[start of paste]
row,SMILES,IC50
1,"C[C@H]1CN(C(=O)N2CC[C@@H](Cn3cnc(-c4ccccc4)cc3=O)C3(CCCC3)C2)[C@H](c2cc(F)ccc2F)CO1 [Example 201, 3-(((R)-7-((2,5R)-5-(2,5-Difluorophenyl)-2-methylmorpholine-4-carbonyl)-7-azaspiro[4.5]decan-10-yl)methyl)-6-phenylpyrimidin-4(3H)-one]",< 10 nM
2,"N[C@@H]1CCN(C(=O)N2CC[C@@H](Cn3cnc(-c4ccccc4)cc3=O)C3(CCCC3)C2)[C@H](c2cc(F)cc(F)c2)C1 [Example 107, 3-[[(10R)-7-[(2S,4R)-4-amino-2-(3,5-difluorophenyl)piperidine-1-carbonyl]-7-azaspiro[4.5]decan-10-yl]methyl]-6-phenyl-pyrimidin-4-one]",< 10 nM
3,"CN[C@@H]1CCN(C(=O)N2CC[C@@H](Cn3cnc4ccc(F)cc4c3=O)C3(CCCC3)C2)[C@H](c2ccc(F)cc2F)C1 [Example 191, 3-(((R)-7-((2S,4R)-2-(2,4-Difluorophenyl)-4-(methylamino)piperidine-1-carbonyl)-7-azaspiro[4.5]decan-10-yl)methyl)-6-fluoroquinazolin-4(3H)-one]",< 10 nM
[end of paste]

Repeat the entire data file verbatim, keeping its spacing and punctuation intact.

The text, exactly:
row,SMILES,IC50
1,"C[C@H]1CN(C(=O)N2CC[C@@H](Cn3cnc(-c4ccccc4)cc3=O)C3(CCCC3)C2)[C@H](c2cc(F)ccc2F)CO1 [Example 201, 3-(((R)-7-((2,5R)-5-(2,5-Difluorophenyl)-2-methylmorpholine-4-carbonyl)-7-azaspiro[4.5]decan-10-yl)methyl)-6-phenylpyrimidin-4(3H)-one]",< 10 nM
2,"N[C@@H]1CCN(C(=O)N2CC[C@@H](Cn3cnc(-c4ccccc4)cc3=O)C3(CCCC3)C2)[C@H](c2cc(F)cc(F)c2)C1 [Example 107, 3-[[(10R)-7-[(2S,4R)-4-amino-2-(3,5-difluorophenyl)piperidine-1-carbonyl]-7-azaspiro[4.5]decan-10-yl]methyl]-6-phenyl-pyrimidin-4-one]",< 10 nM
3,"CN[C@@H]1CCN(C(=O)N2CC[C@@H](Cn3cnc4ccc(F)cc4c3=O)C3(CCCC3)C2)[C@H](c2ccc(F)cc2F)C1 [Example 191, 3-(((R)-7-((2S,4R)-2-(2,4-Difluorophenyl)-4-(methylamino)piperidine-1-carbonyl)-7-azaspiro[4.5]decan-10-yl)methyl)-6-fluoroquinazolin-4(3H)-one]",< 10 nM